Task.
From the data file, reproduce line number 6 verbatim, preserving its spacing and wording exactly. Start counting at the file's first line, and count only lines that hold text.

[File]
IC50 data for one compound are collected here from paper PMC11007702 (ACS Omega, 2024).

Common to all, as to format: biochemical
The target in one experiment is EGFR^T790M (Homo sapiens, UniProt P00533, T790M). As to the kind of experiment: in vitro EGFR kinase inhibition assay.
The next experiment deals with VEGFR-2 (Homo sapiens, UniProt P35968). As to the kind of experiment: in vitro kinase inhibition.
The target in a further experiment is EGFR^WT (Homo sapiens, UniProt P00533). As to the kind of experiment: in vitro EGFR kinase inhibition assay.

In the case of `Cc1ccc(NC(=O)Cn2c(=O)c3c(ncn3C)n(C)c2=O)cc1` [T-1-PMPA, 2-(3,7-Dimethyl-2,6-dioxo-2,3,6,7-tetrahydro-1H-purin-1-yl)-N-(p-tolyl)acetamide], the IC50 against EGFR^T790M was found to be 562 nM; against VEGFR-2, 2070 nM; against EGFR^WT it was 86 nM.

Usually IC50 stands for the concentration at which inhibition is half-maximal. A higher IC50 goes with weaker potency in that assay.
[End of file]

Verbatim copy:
In the case of `Cc1ccc(NC(=O)Cn2c(=O)c3c(ncn3C)n(C)c2=O)cc1` [T-1-PMPA, 2-(3,7-Dimethyl-2,6-dioxo-2,3,6,7-tetrahydro-1H-purin-1-yl)-N-(p-tolyl)acetamide], the IC50 against EGFR^T790M was found to be 562 nM; against VEGFR-2, 2070 nM; against EGFR^WT it was 86 nM.